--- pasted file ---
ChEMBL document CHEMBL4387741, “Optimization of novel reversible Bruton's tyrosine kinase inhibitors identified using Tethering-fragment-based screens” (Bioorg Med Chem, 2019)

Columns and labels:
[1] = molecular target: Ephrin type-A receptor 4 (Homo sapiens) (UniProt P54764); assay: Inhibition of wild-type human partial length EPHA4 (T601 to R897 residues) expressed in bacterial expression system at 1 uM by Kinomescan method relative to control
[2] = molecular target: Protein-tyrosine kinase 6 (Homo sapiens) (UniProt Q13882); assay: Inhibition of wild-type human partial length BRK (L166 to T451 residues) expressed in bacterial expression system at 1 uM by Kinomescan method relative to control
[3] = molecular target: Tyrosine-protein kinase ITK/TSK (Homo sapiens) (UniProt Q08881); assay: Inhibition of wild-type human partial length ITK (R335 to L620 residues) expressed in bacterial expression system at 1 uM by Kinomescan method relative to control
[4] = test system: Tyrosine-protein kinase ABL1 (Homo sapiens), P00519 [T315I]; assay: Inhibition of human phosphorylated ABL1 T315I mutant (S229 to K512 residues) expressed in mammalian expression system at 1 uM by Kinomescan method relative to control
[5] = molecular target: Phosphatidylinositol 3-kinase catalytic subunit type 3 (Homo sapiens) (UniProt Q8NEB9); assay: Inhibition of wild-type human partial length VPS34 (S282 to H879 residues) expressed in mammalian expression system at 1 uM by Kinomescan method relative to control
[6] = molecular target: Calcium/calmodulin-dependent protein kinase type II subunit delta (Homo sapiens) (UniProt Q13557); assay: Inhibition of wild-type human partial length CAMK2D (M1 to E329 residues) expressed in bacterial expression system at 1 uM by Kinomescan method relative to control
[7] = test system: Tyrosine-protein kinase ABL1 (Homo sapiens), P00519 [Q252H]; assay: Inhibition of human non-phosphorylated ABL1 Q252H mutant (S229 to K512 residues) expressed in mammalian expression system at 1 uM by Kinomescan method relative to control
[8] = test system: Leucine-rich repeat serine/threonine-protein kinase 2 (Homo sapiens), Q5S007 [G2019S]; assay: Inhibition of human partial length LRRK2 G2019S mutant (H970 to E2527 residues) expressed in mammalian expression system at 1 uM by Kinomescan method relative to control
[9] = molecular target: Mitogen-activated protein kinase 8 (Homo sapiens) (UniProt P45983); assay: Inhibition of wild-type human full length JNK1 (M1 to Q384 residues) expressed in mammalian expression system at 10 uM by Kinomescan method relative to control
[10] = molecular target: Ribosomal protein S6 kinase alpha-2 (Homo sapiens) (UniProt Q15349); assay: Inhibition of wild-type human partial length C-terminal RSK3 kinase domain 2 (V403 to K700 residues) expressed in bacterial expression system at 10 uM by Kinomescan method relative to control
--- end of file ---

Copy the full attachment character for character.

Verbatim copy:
ChEMBL document CHEMBL4387741, “Optimization of novel reversible Bruton's tyrosine kinase inhibitors identified using Tethering-fragment-based screens” (Bioorg Med Chem, 2019)

Columns and labels:
[1] = molecular target: Ephrin type-A receptor 4 (Homo sapiens) (UniProt P54764); assay: Inhibition of wild-type human partial length EPHA4 (T601 to R897 residues) expressed in bacterial expression system at 1 uM by Kinomescan method relative to control
[2] = molecular target: Protein-tyrosine kinase 6 (Homo sapiens) (UniProt Q13882); assay: Inhibition of wild-type human partial length BRK (L166 to T451 residues) expressed in bacterial expression system at 1 uM by Kinomescan method relative to control
[3] = molecular target: Tyrosine-protein kinase ITK/TSK (Homo sapiens) (UniProt Q08881); assay: Inhibition of wild-type human partial length ITK (R335 to L620 residues) expressed in bacterial expression system at 1 uM by Kinomescan method relative to control
[4] = test system: Tyrosine-protein kinase ABL1 (Homo sapiens), P00519 [T315I]; assay: Inhibition of human phosphorylated ABL1 T315I mutant (S229 to K512 residues) expressed in mammalian expression system at 1 uM by Kinomescan method relative to control
[5] = molecular target: Phosphatidylinositol 3-kinase catalytic subunit type 3 (Homo sapiens) (UniProt Q8NEB9); assay: Inhibition of wild-type human partial length VPS34 (S282 to H879 residues) expressed in mammalian expression system at 1 uM by Kinomescan method relative to control
[6] = molecular target: Calcium/calmodulin-dependent protein kinase type II subunit delta (Homo sapiens) (UniProt Q13557); assay: Inhibition of wild-type human partial length CAMK2D (M1 to E329 residues) expressed in bacterial expression system at 1 uM by Kinomescan method relative to control
[7] = test system: Tyrosine-protein kinase ABL1 (Homo sapiens), P00519 [Q252H]; assay: Inhibition of human non-phosphorylated ABL1 Q252H mutant (S229 to K512 residues) expressed in mammalian expression system at 1 uM by Kinomescan method relative to control
[8] = test system: Leucine-rich repeat serine/threonine-protein kinase 2 (Homo sapiens), Q5S007 [G2019S]; assay: Inhibition of human partial length LRRK2 G2019S mutant (H970 to E2527 residues) expressed in mammalian expression system at 1 uM by Kinomescan method relative to control
[9] = molecular target: Mitogen-activated protein kinase 8 (Homo sapiens) (UniProt P45983); assay: Inhibition of wild-type human full length JNK1 (M1 to Q384 residues) expressed in mammalian expression system at 10 uM by Kinomescan method relative to control
[10] = molecular target: Ribosomal protein S6 kinase alpha-2 (Homo sapiens) (UniProt Q15349); assay: Inhibition of wild-type human partial length C-terminal RSK3 kinase domain 2 (V403 to K700 residues) expressed in bacterial expression system at 10 uM by Kinomescan method relative to control